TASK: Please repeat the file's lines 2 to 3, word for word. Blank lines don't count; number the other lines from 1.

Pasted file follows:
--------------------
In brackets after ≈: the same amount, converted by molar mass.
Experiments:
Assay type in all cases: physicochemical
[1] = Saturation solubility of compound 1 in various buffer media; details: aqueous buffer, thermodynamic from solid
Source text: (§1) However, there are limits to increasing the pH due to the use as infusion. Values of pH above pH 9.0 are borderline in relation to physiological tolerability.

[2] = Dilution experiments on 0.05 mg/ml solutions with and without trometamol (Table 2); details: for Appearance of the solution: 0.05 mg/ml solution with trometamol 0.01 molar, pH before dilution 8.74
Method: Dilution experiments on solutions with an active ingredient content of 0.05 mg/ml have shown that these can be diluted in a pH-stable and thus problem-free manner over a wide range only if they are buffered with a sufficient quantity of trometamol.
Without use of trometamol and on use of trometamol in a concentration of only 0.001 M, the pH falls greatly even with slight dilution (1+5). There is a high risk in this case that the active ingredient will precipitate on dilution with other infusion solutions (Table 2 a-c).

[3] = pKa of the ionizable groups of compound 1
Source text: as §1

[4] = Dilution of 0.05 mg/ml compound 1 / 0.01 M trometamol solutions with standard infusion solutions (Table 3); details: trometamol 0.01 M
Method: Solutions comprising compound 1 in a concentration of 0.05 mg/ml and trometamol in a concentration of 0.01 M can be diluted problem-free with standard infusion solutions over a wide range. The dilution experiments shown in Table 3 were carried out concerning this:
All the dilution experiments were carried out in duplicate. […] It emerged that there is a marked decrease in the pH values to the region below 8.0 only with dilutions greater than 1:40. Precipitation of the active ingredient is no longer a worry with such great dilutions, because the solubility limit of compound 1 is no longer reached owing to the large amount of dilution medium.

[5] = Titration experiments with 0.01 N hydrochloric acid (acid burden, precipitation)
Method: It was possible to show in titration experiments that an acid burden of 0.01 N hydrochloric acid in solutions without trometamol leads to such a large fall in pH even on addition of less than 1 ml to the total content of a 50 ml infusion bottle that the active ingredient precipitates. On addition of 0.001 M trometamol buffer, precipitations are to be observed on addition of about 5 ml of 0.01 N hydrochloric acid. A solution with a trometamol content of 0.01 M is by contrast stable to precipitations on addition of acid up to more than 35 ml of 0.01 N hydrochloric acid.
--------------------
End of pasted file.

Experiments:
Assay type in all cases: physicochemical